Twins. Some may believe they have superpowers. If you know Elizabeth and I, I am willing to bet that you can practically see us running around with eye masks and tights, right?! She and I are that silly, and twins are just that… well, SUPER! You have to understand, we were oohed and awed at so much as children, it seemed there was something special about us as we were growing up. People would ask: Can you hear her thoughts? Can you feel her pain? I was in awe and amazement to their awe and amazement of us. Other kids seemed mesmerized by two girls that looked, sounded and acted so much alike. They wanted very badly to know what it was like to be a twin. I was equally inquisitive; I would always ask those inquiring: “What is it like not to be a twin?“. Not sharing a birthday party, wearing non-matching outfits, I mean… what is THAT like?
As we have matured, my sister and I have mastered another level of superpower-like communication, The Look. Often times, we can just look at each other, no matter the circumstance, and just know what the other is thinking; with subtle movements of our eyes and nods of our heads we can pretty much have a full conversation with no words. But, not with this. This loss was our communication kryptonite. No more X-Ray vision into her mind; a mind that I had effortlessly navigated my way around many times before. For the first time, my sister was experiencing something I couldn’t. I had a husband, a son, and a baby on the way. I had it all, and her world just fell apart. What can I do? How can I help you? What do you need? Would you like to come stay with us for a while? I inundated her with these questions in an attempt that one of my offerings would fix it and make it all go away. I hoped I could make the strain of being forever without him, disappear.
I was upstairs, at home, about to start the laundry when I received the call. “They found him. He died, Becky.” I had just returned home from driving around town looking for his vehicle after she called and said she was notified that he had been missing since the afternoon. The earth shifted and I was forced to quickly regain my balance and make sense of the words that were just uttered. “I’m coming. I’ll be right there. I love you.” NO, NO, NO, we just lost our grandfather. We were just starting to adjust to his loss. How can this be happening? I had to watch my sister pick an urn for her future husband’s ashes and a suit for his final viewing. I could see she was going through the motions; being orchestrated by life and dictated by those who organized this sort of thing. But, HOW? How did she have a smile on her face? How did she get out of bed? How did she still laugh? I saw strength in her I had never before imagined she’d harbor. And, up to this point in our lives, I thought I was the strong one.
FOREVER… The gravity that word forces; we throw it around so meaninglessly, at times. Forever, as we know it, we WILL BE WITHOUT him. His laugh, his touch, and his quirky since of humor. This is a final and predictable FOREVER, without fail, SHE will be FOREVER without HIM. Life stopped and everything around us kept moving at warped speed. How do you take control of a Tornado? You don’t. Your only control is running away from the storm and seeking safety. I made every attempt to be her safe place, but she hid from me, just as she had begun to do with many others. I am your home, I thought. Her strength seemed to become something to prove; not just to everyone else, but to me. ME TOO? Really?! I wanted to fix it all for her, but couldn’t.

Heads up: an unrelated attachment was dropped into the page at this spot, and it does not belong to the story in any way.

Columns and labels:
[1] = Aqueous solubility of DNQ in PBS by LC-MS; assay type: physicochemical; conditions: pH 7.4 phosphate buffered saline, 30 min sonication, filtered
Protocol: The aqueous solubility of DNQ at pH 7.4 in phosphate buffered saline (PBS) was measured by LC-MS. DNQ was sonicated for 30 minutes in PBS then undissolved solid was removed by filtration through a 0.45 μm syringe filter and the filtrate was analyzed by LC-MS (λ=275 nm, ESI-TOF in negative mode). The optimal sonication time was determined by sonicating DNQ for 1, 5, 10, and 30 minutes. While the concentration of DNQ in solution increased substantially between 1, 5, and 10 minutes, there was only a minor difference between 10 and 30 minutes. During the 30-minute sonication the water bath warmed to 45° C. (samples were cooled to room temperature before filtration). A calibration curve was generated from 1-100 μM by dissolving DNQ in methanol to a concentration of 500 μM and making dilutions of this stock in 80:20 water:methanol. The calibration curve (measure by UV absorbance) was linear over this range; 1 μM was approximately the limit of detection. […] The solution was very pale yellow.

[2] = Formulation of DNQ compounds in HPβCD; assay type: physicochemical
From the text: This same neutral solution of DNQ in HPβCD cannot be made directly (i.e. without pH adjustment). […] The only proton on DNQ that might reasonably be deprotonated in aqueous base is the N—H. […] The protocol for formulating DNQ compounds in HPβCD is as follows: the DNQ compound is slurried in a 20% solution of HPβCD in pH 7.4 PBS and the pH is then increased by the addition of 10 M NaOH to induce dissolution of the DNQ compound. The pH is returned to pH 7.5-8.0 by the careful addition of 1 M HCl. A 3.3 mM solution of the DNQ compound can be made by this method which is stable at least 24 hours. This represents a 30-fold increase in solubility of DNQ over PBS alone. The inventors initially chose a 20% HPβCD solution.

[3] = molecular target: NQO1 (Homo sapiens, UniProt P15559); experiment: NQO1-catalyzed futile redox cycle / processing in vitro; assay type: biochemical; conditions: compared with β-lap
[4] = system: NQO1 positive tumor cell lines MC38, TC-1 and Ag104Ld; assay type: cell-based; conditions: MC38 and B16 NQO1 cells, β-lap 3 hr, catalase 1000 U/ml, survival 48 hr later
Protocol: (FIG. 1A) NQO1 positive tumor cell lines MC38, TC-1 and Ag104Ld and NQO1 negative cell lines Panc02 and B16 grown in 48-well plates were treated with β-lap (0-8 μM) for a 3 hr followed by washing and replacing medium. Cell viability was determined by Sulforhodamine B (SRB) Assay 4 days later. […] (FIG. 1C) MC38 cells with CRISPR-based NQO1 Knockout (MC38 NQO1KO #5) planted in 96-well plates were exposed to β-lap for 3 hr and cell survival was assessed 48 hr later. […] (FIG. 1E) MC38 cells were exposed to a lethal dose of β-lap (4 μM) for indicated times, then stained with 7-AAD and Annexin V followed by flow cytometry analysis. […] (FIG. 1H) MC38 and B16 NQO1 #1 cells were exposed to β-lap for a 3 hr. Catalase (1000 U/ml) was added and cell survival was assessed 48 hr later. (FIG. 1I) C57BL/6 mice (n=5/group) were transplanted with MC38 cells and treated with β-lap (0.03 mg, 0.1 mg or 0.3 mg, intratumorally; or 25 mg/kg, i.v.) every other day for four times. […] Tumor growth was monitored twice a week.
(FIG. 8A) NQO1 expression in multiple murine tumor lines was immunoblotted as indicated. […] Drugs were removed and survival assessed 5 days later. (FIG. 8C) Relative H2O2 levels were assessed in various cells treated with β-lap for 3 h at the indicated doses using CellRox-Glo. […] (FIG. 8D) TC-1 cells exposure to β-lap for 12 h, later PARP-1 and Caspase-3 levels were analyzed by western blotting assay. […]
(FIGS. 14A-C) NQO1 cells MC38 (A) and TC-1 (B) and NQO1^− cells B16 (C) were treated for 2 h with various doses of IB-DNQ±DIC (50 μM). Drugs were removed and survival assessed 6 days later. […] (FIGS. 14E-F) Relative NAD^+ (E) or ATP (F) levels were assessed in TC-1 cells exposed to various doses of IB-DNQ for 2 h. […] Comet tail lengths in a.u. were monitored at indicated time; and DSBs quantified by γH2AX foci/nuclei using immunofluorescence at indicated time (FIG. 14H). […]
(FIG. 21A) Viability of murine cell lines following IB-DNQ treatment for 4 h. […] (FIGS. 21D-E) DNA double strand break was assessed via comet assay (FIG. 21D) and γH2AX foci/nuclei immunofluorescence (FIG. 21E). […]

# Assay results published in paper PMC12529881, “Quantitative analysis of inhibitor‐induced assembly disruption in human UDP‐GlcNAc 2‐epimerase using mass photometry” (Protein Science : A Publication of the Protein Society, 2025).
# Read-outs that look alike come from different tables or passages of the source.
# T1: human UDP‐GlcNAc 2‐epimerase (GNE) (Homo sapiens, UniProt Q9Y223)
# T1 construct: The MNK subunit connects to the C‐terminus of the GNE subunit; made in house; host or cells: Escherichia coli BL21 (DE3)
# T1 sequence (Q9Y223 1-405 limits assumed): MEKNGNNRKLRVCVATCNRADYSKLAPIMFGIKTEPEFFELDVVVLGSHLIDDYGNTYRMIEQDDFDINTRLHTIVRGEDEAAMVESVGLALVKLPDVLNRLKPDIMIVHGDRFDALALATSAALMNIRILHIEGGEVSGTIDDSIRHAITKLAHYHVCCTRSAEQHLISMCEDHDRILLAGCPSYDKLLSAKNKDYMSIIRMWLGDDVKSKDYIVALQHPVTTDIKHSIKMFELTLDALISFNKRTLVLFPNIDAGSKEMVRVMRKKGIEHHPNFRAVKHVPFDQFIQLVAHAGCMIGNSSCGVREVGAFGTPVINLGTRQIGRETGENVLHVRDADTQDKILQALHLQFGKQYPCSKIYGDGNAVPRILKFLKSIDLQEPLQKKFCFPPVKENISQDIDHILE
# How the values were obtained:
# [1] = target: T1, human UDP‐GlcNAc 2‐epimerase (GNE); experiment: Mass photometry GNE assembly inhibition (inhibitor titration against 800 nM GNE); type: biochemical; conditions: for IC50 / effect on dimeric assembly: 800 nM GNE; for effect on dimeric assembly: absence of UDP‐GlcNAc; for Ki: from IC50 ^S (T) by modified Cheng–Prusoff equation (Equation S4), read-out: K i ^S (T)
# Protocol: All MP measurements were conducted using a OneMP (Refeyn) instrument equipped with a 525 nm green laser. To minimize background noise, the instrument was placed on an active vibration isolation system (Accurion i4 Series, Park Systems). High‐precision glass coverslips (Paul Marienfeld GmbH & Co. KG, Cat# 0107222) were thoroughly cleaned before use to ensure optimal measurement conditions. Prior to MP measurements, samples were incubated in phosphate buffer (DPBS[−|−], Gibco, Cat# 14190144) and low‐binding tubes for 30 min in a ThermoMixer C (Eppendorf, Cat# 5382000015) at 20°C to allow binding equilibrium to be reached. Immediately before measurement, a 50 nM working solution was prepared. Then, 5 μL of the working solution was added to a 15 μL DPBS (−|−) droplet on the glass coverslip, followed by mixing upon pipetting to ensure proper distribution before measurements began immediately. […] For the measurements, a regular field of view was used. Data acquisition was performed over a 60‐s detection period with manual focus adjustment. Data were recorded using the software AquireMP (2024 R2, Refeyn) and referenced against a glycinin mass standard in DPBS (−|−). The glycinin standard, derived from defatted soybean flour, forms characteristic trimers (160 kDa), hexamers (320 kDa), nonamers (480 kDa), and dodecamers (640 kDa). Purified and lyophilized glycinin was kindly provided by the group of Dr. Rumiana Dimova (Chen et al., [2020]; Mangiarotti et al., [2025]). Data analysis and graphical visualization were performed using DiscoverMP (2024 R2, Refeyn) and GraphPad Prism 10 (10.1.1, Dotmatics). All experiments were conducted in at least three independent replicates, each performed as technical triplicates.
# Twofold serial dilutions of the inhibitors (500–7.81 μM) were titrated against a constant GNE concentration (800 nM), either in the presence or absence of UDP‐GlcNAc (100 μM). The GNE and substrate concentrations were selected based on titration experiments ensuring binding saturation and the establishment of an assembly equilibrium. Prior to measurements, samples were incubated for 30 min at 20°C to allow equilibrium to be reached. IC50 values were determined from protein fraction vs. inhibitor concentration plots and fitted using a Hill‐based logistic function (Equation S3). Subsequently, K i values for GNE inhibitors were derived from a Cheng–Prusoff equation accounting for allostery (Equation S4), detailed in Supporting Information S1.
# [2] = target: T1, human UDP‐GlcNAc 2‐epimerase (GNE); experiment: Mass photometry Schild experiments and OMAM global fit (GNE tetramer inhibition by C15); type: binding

I had never felt so useless, helpless, and distant from her. I was forced to sit on the sidelines, as she wandered this life experience alone. I would compare my observation from the sidelines to watching a child walk for the first time. We know the child will trip and fall, but we have to encourage them to get up and try again. Just like watching the child, we have to have faith that when our grieving loved ones need help, they will reach out to us for encouragement. I have consistently been there to hold tight, to listen to her cry and to talk about how hard life can be now. At first, I didn’t know how to be there, how to help or heal. I later realized that she just needed me to be there when she needed me to be, unfailingly and steadfast. “You don’t always have to answer the phone when I call, Becky,” she’d say. “Yes I do! It’s my duty, it’s written in some sibling code thingy!” And, I will always be there in any way I can because it’s all I have to offer, and its what she needs the most.
The void that is left behind from loss takes on a cumbersome form of its own. The weight from this void will eventually become easier to carry through life. There will be times when memories of life before loss will rehash hidden feelings. We will adjust together, just as we have before. Remember, WE ALL HAVE AN INNER WARRIOR. If you are standing on the sidelines while someone is grieving or in need of your support, simply be there. Remind them they are SUPER and that you are cheering for them! Be there to listen; to be a safe harbor. Our individual experiences with grief may be nothing alike, even if we share the same loss. Grief has no timeline, so we must be consistent and dependable for as long as we can be; stepping in only when we feel they may need us. We can not completely take their pain away or fix it, as much as we might want to. But that’s OK; sometimes, the best vantage point is from the sidelines. We can be there to put on our capes and be something SUPER for them when they need it the most.